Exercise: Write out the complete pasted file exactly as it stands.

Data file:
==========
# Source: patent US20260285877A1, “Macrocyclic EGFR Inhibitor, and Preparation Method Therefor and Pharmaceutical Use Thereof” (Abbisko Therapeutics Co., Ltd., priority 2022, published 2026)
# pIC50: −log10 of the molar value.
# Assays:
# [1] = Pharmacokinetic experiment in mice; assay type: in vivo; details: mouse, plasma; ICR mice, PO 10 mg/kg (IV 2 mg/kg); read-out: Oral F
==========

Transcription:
# Source: patent US20260285877A1, “Macrocyclic EGFR Inhibitor, and Preparation Method Therefor and Pharmaceutical Use Thereof” (Abbisko Therapeutics Co., Ltd., priority 2022, published 2026)
# pIC50: −log10 of the molar value.
# Assays:
# [1] = Pharmacokinetic experiment in mice; assay type: in vivo; details: mouse, plasma; ICR mice, PO 10 mg/kg (IV 2 mg/kg); read-out: Oral F